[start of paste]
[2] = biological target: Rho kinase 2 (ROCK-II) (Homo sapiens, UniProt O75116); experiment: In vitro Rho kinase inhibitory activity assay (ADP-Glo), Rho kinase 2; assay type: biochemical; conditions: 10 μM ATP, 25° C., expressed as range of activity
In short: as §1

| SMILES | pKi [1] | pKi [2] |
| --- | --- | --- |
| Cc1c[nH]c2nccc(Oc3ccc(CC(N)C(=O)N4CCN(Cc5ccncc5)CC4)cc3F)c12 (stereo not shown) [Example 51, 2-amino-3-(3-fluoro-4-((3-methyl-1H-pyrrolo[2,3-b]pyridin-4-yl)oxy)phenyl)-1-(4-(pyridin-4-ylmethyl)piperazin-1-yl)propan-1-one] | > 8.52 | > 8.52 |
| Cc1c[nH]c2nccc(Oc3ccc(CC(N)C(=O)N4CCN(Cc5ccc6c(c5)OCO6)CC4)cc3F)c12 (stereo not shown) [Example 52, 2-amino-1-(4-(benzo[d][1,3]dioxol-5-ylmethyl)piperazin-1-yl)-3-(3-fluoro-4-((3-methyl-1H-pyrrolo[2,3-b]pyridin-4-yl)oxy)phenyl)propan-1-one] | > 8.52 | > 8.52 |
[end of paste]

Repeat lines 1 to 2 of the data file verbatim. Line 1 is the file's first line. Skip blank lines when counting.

[2] = biological target: Rho kinase 2 (ROCK-II) (Homo sapiens, UniProt O75116); experiment: In vitro Rho kinase inhibitory activity assay (ADP-Glo), Rho kinase 2; assay type: biochemical; conditions: 10 μM ATP, 25° C., expressed as range of activity
In short: as §1